Do gardens require work? You bet. They always will, like replacing and adding plants, because we're putting in something that wasn't here on its own. But there's gardening nature's way -- matching plants with the site, creating self-supporting plant communities, fostering biodiversity -- and there's the other way which keeps us from getting in tune with our local environment by forcing in costly management.
If you want to learn more about how to research the right plants for your landscape, and to design a more sustainable / low maintenance space, try this handy online class on starting your native plant garden. You'll discover the most informative websites and books, strategies for research and plant lists, and be walked through a sample design for a small pollinator garden.
There are a few ways to convert your landscape into planting beds. Two of the most commonly suggested are sheet mulching and solarizing -- both of which can do more harm than good. Why? Let's look at both, and then eventually some suggestions for better ways.
Basically you beg friends and neighbors for as much cardboard as you can and place it over lawn or other plants you want smothered. This is followed by a good watering to soak the cardboard well, then perhaps a layer of soil or compost -- several inches or more. Some will also top this with a few inches of wood mulch or just use mulch. The goal here is to create a plantable area without having to remove current vegetation. But what's wrong here? It limits air and water transfer between the soil (its organisms and any tree / shrub roots which need to breathe). Read more at this link, or if you like termites, this one. And what if you have thousands of square feet to convert? That's a lot of cardboard.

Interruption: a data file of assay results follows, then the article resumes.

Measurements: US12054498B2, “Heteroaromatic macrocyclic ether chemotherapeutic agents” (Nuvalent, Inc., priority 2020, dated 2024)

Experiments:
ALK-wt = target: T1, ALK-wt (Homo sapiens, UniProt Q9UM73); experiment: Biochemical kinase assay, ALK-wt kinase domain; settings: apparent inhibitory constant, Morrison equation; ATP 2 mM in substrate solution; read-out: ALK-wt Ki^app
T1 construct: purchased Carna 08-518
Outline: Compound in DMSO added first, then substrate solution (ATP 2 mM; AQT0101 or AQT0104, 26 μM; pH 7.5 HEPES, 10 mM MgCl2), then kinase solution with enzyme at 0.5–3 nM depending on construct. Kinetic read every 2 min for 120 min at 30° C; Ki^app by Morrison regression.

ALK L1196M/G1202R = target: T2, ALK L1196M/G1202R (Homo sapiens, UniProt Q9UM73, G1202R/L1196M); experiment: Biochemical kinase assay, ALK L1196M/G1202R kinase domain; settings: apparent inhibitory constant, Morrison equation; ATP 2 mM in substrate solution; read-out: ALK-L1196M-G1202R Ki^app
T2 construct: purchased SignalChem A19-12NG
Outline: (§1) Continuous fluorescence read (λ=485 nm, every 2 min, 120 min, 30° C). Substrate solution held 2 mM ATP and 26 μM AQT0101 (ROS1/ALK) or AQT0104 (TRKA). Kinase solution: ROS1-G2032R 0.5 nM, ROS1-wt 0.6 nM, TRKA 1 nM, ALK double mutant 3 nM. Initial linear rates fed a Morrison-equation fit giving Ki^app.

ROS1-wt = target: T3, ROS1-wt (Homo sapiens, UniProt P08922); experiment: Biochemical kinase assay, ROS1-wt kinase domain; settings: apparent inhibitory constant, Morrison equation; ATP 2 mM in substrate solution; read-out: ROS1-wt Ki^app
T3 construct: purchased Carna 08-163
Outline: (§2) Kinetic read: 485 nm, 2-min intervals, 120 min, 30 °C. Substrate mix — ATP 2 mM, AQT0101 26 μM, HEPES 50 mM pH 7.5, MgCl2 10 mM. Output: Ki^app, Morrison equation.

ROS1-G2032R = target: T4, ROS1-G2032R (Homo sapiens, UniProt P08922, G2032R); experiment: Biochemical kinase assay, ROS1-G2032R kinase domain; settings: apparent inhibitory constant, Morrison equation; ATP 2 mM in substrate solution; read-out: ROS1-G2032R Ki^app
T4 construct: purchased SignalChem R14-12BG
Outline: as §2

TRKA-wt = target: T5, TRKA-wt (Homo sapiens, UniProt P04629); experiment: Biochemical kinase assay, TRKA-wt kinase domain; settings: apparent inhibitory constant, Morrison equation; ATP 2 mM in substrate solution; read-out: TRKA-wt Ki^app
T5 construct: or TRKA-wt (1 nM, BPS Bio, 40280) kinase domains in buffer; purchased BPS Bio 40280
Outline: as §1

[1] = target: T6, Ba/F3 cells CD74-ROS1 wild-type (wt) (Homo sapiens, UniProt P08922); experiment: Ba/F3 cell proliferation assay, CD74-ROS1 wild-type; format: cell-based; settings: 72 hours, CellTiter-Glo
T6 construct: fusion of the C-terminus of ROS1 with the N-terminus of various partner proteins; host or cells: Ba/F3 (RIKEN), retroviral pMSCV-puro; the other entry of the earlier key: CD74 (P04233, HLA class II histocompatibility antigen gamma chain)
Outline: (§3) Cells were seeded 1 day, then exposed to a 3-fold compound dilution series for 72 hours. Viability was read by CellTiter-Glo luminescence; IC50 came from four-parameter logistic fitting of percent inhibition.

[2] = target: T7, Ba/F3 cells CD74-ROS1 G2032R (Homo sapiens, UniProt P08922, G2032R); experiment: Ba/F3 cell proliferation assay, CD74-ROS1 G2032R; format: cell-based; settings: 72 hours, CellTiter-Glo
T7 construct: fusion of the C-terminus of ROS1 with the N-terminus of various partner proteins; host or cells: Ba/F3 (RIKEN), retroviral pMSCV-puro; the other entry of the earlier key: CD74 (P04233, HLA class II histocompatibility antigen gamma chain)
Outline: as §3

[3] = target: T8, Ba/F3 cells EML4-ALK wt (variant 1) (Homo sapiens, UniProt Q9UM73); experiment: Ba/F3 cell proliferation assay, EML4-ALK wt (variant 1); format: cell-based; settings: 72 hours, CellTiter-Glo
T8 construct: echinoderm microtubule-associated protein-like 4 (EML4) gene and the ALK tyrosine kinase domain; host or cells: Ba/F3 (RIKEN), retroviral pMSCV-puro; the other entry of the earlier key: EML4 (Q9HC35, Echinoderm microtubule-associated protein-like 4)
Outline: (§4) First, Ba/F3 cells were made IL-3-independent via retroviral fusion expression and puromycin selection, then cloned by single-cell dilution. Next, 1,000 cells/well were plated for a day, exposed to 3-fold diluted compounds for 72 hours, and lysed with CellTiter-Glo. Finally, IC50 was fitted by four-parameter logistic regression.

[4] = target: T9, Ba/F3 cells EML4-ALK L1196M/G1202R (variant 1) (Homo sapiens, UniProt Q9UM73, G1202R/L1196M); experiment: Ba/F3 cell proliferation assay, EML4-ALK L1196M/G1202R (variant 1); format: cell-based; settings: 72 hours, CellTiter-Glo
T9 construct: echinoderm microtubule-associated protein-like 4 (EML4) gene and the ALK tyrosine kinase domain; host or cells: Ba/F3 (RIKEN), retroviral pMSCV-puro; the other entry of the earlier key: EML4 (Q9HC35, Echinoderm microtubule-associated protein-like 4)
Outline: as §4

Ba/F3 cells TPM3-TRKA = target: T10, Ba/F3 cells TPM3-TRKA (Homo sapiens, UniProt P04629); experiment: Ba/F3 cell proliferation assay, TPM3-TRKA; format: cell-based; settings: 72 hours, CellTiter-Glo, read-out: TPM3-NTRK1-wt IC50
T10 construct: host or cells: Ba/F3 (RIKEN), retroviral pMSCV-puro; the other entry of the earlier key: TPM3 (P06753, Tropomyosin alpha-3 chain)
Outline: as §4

In this method you're putting either black or clear plastic over an area, secured around the edges by bricks or stones, and baking the plants to death that you don't want. Usually you'll solarize over a few months in summer when it's the hottest out. But solarization doesn't just bake plants -- it bakes the soil, in effect sterilizing it. Or more to the point, killing organisms in the soil you probably want. Usually this method is used to kill soil pathogens and pests that growers and those in agriculture don't want -- so why would you use it in your garden if what you want is to promote healthy soil? And promoting healthy soil is good gardening 101. One final point, what do you do with all of that plastic trash? Talk about an environmental dilemma.
What else could you do? Read on.
If you've got lawn nothing beats renting a sodcutter. If you can't manage this machine bribe your beefy neighbor. What's wonderful is you get a clean, relatively smooth, ready-to-go surface in one morning. And the rolled up sod makes stupendous compost -- just the best black gold. What's not so wonderful is the exhaust from the machine and the gas you've used.
You'll Hate Me For This